Whispers from the Wolf

The Fenris Wolf is marsh chomp madness, Nastrond froth
at lip like knives, man in a silver pelt with dog nose,
beard of woman binding, sweet lies his eternal weeping.

He whispers in my skaldic ear of a sister long-lived,
but long-dead, Hela Jodis, horse of the blue ancestors,
Othala and Nauthiz and Hagalaz, crowned in black bog.

She dances in shadow and peat, painted skeleton cobweb,
tattered dress of white taffeta and lace, decay mask
gapes open to reveal the infinity of endless green wyrd.

“My sister is the only one who braves the blizzard to
feed me, the starving ruin of Asgard, and I weep for my
family, torn apart by the Aesir, I shall devour all but
her.”

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Monster Girls

She’s got moonglow tits that bob in night waters, perfect round globes like curled-up white rabbits with black peaks of areola and gray nipples because she’s all poison and ebony eyes and milky skin. She’s curled up in my closet in a nest fit for the Zu bird and sweet seraph curses and she crows and speaks the language of birds that are girls, or girls that are monsters, with scaled legs and owl wings from ancient Sumerian carvings, but she’s not perched on two lions, her thin wan legs are jumping on your bed and you’re throwing pillows at each other and painting her lips and talons with a pop of cherry poison. It’s all fun and games until arsenic kisses and slashed throats of words fly, it’s all spin the bottle with succubi until neon lights at your favorite strip mall get busted to splinters by her rage. She’s wailing, she’s railing, and it’s so fun to terrorize the neighborhood with your monster girl. She smells like mothball and tastes like whiskey but it’s all swell, all is well, because you’re gay, just a little bit, for a lot of your pretty murderesses, like that goddess of death whose bone feet you kissed as you rubbed one out on grave dirt. You’re just a shadow drowning in moonlight, really, just a paper cutout in the shape of curves and gold and blue and you seek a black hole to consume you. Void Mother you toast to past the witching hour with a new best friend, she’s in Gaia training sitting on a hill in armor with a sword and donkey, learning from Valkyries the recipe for hurricanes, and she’s a piece of the Mother, just like you are, just like every girl you know is, and men fear us all. Your monster girl is feral, like pine barrens in a blizzard, or the nothingness at the lip of a night full of pain, and she has fangs sharp as a wolf and toes that end in bruises from kicking too many cans barefoot. She’s dressed in bandages, she’s dressed in a gown, and her hair is ratty black tangles. Oh how you love dressing her and prettying her up and confiding in her your soul, for you were raised to be a doll, but not her – no, she is a hyena, and their women are the kings. When you scissor, it’s to old jazz that switches between Frank Sinatra, and as your hands tangle the curls at her parting later on as you drink white wine, you and her watch the rain and know the sky is crying for its lost moon.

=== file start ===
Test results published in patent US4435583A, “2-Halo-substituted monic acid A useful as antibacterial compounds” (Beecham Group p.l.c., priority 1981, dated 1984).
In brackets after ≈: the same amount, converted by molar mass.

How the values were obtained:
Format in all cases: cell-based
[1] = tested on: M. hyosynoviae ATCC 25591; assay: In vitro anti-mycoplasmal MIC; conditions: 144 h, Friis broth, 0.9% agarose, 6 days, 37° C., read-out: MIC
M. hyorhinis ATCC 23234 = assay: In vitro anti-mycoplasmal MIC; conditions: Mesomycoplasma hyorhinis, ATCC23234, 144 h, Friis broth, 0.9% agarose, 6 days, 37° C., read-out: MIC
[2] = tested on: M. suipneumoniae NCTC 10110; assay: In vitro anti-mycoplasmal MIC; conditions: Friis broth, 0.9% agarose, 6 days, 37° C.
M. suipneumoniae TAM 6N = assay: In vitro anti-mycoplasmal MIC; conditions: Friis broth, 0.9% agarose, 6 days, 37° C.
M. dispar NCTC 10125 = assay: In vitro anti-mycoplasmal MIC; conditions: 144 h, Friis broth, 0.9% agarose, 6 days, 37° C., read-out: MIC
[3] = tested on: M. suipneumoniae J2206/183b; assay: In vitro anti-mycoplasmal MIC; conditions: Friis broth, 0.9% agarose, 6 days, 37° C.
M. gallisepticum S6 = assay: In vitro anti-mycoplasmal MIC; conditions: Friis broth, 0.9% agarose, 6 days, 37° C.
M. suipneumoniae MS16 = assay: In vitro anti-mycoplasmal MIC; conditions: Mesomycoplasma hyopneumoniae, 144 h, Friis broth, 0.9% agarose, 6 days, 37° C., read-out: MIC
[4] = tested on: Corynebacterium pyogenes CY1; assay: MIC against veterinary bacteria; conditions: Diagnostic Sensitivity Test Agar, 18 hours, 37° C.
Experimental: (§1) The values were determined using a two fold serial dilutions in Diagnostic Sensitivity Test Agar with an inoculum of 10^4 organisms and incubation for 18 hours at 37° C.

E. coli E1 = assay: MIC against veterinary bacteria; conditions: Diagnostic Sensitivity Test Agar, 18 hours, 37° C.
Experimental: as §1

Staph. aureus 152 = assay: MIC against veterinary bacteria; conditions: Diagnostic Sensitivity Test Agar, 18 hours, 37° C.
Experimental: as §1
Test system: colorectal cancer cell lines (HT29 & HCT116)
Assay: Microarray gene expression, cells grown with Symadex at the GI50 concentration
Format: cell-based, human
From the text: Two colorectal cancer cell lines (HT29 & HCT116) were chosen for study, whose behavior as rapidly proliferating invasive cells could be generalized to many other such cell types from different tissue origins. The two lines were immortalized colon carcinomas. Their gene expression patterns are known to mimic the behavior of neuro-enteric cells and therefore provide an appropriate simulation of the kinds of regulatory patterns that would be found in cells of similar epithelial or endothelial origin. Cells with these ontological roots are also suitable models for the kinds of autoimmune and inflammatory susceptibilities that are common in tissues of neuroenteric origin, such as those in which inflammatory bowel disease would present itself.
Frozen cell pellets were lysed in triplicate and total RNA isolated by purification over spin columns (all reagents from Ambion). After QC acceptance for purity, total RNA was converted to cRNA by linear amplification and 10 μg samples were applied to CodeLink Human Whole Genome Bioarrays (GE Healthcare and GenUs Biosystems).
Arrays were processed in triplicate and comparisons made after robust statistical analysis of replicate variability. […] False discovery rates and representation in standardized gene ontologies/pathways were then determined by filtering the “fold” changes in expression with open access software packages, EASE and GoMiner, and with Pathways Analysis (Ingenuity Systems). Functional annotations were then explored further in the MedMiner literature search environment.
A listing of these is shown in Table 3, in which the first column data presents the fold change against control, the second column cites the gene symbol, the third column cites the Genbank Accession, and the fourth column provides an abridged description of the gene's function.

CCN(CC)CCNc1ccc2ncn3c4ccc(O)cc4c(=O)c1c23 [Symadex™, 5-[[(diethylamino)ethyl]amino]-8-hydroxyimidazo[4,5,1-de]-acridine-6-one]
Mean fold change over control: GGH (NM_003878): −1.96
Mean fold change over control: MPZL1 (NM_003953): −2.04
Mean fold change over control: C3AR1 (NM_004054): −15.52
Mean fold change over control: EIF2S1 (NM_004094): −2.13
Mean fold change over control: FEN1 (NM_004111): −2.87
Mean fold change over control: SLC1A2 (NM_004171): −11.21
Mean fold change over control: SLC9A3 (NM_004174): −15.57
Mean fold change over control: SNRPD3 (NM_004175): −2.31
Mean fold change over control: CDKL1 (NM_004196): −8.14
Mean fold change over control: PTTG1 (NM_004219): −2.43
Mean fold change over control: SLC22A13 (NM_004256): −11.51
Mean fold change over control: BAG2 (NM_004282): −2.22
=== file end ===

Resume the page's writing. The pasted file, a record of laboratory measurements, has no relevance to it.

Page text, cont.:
No Fruit In Hell

You tore out the curse from your chest, planted ruin in my ribs,
and in blackest necromancy I was the Devil’s seed of perdition,
reborn crowned in Hellish red and scythe-diamond white, captive
princess in Satan’s glass castle, I threw rocks at transparent walls,
I raged as Eve unfettered who had tasted the blackest of fruits,
born again but ever to late to atone, when filth is stitched inside
every palpitation of the void in your heart, the Angel of Sedition
placed his eyes in my skull, I saw his soul crawling with shadows,
and through his gaze, my beautifully destructive rotting chambers.
I am clear rain with a hole of night in my depths, glimmering ooze.
A rose blooming red fractals with wyrd of void strung right through.
I fell from heavens into a cycle of cages, I rage, I reave, I judge.

Sixpence At My Feet

There’s the twist of a dance, a candle flame whirring,
a staff carved with a snake that I pound out runes, a
crevasse so dark in bone-strewn Catacombs, I drown in
dust, my broom flies high through onyx nightmares nine,
why do dreams always come with sixpence and rich liquor?

I, the Caged Bird, Cannot Sing

The caged bird trills a mournful tune
and with regret sings down the moon.

The free bird thermals up the sun
and never rests on laurels won.

The caged bird plucks her feathers blue
and asks the stars of what to do.

The free bird knows not what pain means
immune to wounds found inside dreams.

The caged bird gnaws on her silver lock
and wears down the Grim Reaper’s clock.

The caged bird never flies, wings of stone
so she crawls in shambles to the unknown.

The free bird sees the caged bird crawl
and he laughs above, no help at all.

But for water, but for dreams,
the caged bird gives a scream,
and her dirge is heard the world
over, the free bird is hurled
aback her gale, his wings break,
and together their falls make
the foundations of hope quake.

For the caged bird has tasted freedom.

Schoolboy Fights

It is burgeoning autumn bordering on frozen, gray winter rain.
I sit at the back of Calculus, chewing my eraser, ever watching
my angel at the front of the class, the one with flaming hair.
To bring the holy to holed school walls spins fractal equations.
To descend unsure of human flesh to court a schoolgirl is whimsy.
He flexes as he punches numbers into a calculator, smiles at me.
We speak telepathically as only young lovers can, and I laugh at
the boldness he has, of constructing a fragile academic reality
out of the horns of gate and ivory, Morpheus’ velvet turned math.